Whether it’s your first time or if you’re a seasoned Winter camper, being prepared for the elements is the key to a successful Winter Camping Adventure.Good luck on your next Winter camping trip!


winter camping

Author: Octavia Drughi

Bio: Octavia is a travel writer, rock climber, and mountaineer who loves sharing her outdoor adventures on and on her personal travel blog,


Learn How to Easily Churn Butter At Home

Here is a simple way to churn butter at home!

What goes better with warm homemade bread than creamy homemade butter?  We were able to churn butter using an LEM Butter Churner that you can find at any of our 25 C-A-L Ranch Stores.  Find a store.

We included a basic recipe for this blog, but other recipes are included also. Let’s begin!

Step one, open up your  LEM Butter Churner.  Buy this online

churn butterchurn butter

Step 2,  the ingredients.

Grilled Steaks – Southwest Chipotle New York Strip Steaks


by Brian Becktel – CAL Ranch Stores Sporting Goods Merchandising Assistant

This grilled steaks recipe makes enough for four 10 oz grilled steaks.


    • 1 Tbsp Kosher Salt
    • 2 Tbsp Brown Sugar
    • 2 Tbsp Ground Chipotle Pepper
    • 1 tsp Fresh Ground Black Pepper
    • 1 Tbsp Smoked paprika
    • 2 tsp Mustard Powder
    • 2 tsp Ground Cumin
    • 2 tsp Garlic Powder

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Learn How To Make Dutch Oven Bread – Step by Step DIY Recipe Guide

Yummy Dutch Oven Bread Recipe

The smell of fresh bread never fails to take me back to my childhood. I’m suddenly sitting in my grandmother’s kitchen, watching in awe as she baked her famous bread for all of us to enjoy. This blog post is going to go in a less traditional direction, we’re going to learn how to bake dutch oven bread in the great outdoors!

Dutch oven meals can make or break a camping trip. In all my experience, the best trips are the ones that produced successful Dutch oven meals such as peach cobbler or vegetable stew so I’m always looking for new recipes to try while camping. One thing I never considered making  Dutch oven bread. Luckily, Camp Chef has a 4-ingredient recipe for dutch oven bread so simple and delicious, parents love to make it and children love to eat it.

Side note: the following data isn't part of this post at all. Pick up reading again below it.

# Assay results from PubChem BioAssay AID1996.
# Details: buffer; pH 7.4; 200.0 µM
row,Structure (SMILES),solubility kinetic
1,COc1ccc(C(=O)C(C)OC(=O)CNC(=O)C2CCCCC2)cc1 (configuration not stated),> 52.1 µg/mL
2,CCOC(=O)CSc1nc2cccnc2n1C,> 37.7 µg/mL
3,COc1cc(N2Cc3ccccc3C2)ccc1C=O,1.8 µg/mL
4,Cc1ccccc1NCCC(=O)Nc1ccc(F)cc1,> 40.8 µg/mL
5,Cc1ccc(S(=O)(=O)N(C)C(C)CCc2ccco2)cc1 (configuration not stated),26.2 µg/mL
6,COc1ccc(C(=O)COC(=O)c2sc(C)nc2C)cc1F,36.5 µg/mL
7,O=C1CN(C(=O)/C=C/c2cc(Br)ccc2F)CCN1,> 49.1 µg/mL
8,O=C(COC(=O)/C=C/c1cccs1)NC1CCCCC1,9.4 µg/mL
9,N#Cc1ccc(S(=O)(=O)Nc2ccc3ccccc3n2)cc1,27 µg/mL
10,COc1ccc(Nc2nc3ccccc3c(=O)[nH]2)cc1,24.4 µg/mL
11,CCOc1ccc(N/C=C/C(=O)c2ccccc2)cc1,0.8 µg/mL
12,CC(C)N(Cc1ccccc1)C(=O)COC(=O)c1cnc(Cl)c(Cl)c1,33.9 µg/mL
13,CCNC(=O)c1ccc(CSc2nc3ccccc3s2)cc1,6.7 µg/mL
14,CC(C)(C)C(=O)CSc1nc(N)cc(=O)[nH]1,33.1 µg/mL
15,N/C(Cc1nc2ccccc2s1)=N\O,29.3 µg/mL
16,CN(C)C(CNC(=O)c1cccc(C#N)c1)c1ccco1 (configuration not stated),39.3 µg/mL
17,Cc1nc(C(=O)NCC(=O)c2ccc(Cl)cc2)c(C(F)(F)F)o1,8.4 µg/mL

Continue reading “Learn How To Make Dutch Oven Bread – Step by Step DIY Recipe Guide”

Top 5 Game Day Recipes

It’s Time To Party With These 5 Game Day Recipes

We love a good excuse to gather up friends and family, throw the coals on and have a party.  Any sporting event can be one of those good excuses. While you’re planning your own spread, consider our Top 5 Game Day Recipes.

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Heavy Duty Carhartt Coats to Keep You Warm

Winter can be harsh, but it shouldn’t slow you down. Whether you’re working out on the farm, tending the ranch, or just trying to survive winter without turning into an icicle, here are some great choices for winter from Carhartt coats. Known for their durability and sturdiness, these coats will get you through winter for years to come.

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How to Make Deer Jerky

Making Deer Jerky In Your Oven

Some people love hunting just for the sport, but for most of us it’s all about the meat and what you can do with it. When it comes to venison, making deer jerky is one of our favorite things to do. Making jerky may seem like a daunting task. Many people think you need a food dehydrator to make it, but all you really need is a working oven. While deer jerky is easy to make, it does take several hours to dehydrate. In all reality, the most complicated part of making jerky is simply choosing the marinade recipe. Follow these simple steps to make your own deer jerky today!

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Duck Hunting for Beginners

Duck/waterfowl, season is coming up! If this is your first season, you’ll want to get prepared soon as possible. Since the dates vary depending on your state, check out this website to find your state’s season. Just like with any hunting sport, having more practice and knowledge will make you a better hunter. Three things you should know before you hit up your hunting spot: guns, clothing, and technique.

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Father Son Outing #CALculture Style

Check Out Our Latest #CALculture Video!

Our latest #CALculture video comes straight from the heart of some of the men-folk here at CAL Ranch Stores.   Many of us have fond memories of camping with our dads and spending time outdoors fishing, cooking out and have fun with dad.  So with that in mind, please take a look at our latest #CALculture video entitled “Father-Son Outing #CALculture Style.”